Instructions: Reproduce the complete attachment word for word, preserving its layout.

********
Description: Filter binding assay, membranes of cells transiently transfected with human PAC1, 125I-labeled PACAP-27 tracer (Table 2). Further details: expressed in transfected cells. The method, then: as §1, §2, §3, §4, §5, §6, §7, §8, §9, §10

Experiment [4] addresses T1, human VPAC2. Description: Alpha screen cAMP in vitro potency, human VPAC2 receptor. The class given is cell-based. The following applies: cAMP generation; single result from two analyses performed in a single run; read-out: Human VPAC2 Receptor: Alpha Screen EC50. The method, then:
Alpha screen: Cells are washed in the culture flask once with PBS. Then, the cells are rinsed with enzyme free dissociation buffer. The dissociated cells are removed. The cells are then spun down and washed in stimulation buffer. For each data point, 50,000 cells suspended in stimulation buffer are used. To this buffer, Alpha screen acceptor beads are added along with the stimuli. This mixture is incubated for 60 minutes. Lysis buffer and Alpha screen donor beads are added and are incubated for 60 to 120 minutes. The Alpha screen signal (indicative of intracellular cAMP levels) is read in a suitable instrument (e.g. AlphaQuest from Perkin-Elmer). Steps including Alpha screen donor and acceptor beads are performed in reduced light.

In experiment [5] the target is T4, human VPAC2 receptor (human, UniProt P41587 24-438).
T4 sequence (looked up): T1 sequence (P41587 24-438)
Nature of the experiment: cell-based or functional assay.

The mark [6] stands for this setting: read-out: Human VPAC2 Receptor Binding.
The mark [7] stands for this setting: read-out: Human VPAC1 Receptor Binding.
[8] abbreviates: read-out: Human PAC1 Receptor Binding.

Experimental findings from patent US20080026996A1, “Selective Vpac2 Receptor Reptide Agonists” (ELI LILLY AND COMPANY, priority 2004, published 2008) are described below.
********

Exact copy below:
Description: Filter binding assay, membranes of cells transiently transfected with human PAC1, 125I-labeled PACAP-27 tracer (Table 2). Further details: expressed in transfected cells. The method, then: as §1, §2, §3, §4, §5, §6, §7, §8, §9, §10

Experiment [4] addresses T1, human VPAC2. Description: Alpha screen cAMP in vitro potency, human VPAC2 receptor. The class given is cell-based. The following applies: cAMP generation; single result from two analyses performed in a single run; read-out: Human VPAC2 Receptor: Alpha Screen EC50. The method, then:
Alpha screen: Cells are washed in the culture flask once with PBS. Then, the cells are rinsed with enzyme free dissociation buffer. The dissociated cells are removed. The cells are then spun down and washed in stimulation buffer. For each data point, 50,000 cells suspended in stimulation buffer are used. To this buffer, Alpha screen acceptor beads are added along with the stimuli. This mixture is incubated for 60 minutes. Lysis buffer and Alpha screen donor beads are added and are incubated for 60 to 120 minutes. The Alpha screen signal (indicative of intracellular cAMP levels) is read in a suitable instrument (e.g. AlphaQuest from Perkin-Elmer). Steps including Alpha screen donor and acceptor beads are performed in reduced light.

In experiment [5] the target is T4, human VPAC2 receptor (human, UniProt P41587 24-438).
T4 sequence (looked up): T1 sequence (P41587 24-438)
Nature of the experiment: cell-based or functional assay.

The mark [6] stands for this setting: read-out: Human VPAC2 Receptor Binding.
The mark [7] stands for this setting: read-out: Human VPAC1 Receptor Binding.
[8] abbreviates: read-out: Human PAC1 Receptor Binding.

Experimental findings from patent US20080026996A1, “Selective Vpac2 Receptor Reptide Agonists” (ELI LILLY AND COMPANY, priority 2004, published 2008) are described below.